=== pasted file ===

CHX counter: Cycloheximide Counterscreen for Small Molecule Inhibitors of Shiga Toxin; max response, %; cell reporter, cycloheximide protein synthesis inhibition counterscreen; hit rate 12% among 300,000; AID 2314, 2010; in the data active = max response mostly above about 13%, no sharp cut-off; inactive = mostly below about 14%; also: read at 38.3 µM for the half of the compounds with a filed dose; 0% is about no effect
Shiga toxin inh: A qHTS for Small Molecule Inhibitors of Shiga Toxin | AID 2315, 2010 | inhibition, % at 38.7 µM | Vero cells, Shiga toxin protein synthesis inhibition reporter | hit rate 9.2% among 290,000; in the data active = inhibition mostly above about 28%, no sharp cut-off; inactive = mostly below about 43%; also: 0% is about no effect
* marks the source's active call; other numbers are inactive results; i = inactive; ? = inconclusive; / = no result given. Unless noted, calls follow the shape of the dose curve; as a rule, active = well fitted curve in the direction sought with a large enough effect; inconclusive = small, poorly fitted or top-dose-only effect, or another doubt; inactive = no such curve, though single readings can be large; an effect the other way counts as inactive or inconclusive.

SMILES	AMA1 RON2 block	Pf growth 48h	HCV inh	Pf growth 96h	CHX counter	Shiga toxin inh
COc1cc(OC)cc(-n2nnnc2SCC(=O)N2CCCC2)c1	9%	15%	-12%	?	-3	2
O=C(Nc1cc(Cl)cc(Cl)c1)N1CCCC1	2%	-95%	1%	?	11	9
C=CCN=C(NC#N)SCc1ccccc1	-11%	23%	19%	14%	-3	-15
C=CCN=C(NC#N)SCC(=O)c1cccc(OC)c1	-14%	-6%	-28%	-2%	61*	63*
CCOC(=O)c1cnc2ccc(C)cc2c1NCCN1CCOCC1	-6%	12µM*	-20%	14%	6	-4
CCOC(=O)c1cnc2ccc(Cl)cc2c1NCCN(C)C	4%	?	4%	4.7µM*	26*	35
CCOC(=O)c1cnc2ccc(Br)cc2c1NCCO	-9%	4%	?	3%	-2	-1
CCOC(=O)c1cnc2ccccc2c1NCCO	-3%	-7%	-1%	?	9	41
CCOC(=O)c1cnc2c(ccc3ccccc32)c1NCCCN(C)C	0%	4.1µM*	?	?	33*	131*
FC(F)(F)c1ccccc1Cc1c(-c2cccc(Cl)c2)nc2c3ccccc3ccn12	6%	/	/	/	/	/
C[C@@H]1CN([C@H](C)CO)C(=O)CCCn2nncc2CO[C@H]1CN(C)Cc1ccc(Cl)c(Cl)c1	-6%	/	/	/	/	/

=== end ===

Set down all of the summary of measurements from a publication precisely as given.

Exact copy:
CHX counter: Cycloheximide Counterscreen for Small Molecule Inhibitors of Shiga Toxin; max response, %; cell reporter, cycloheximide protein synthesis inhibition counterscreen; hit rate 12% among 300,000; AID 2314, 2010; in the data active = max response mostly above about 13%, no sharp cut-off; inactive = mostly below about 14%; also: read at 38.3 µM for the half of the compounds with a filed dose; 0% is about no effect
Shiga toxin inh: A qHTS for Small Molecule Inhibitors of Shiga Toxin | AID 2315, 2010 | inhibition, % at 38.7 µM | Vero cells, Shiga toxin protein synthesis inhibition reporter | hit rate 9.2% among 290,000; in the data active = inhibition mostly above about 28%, no sharp cut-off; inactive = mostly below about 43%; also: 0% is about no effect
* marks the source's active call; other numbers are inactive results; i = inactive; ? = inconclusive; / = no result given. Unless noted, calls follow the shape of the dose curve; as a rule, active = well fitted curve in the direction sought with a large enough effect; inconclusive = small, poorly fitted or top-dose-only effect, or another doubt; inactive = no such curve, though single readings can be large; an effect the other way counts as inactive or inconclusive.

SMILES	AMA1 RON2 block	Pf growth 48h	HCV inh	Pf growth 96h	CHX counter	Shiga toxin inh
COc1cc(OC)cc(-n2nnnc2SCC(=O)N2CCCC2)c1	9%	15%	-12%	?	-3	2
O=C(Nc1cc(Cl)cc(Cl)c1)N1CCCC1	2%	-95%	1%	?	11	9
C=CCN=C(NC#N)SCc1ccccc1	-11%	23%	19%	14%	-3	-15
C=CCN=C(NC#N)SCC(=O)c1cccc(OC)c1	-14%	-6%	-28%	-2%	61*	63*
CCOC(=O)c1cnc2ccc(C)cc2c1NCCN1CCOCC1	-6%	12µM*	-20%	14%	6	-4
CCOC(=O)c1cnc2ccc(Cl)cc2c1NCCN(C)C	4%	?	4%	4.7µM*	26*	35
CCOC(=O)c1cnc2ccc(Br)cc2c1NCCO	-9%	4%	?	3%	-2	-1
CCOC(=O)c1cnc2ccccc2c1NCCO	-3%	-7%	-1%	?	9	41
CCOC(=O)c1cnc2c(ccc3ccccc32)c1NCCCN(C)C	0%	4.1µM*	?	?	33*	131*
FC(F)(F)c1ccccc1Cc1c(-c2cccc(Cl)c2)nc2c3ccccc3ccn12	6%	/	/	/	/	/
C[C@@H]1CN([C@H](C)CO)C(=O)CCCn2nncc2CO[C@H]1CN(C)Cc1ccc(Cl)c(Cl)c1	-6%	/	/	/	/	/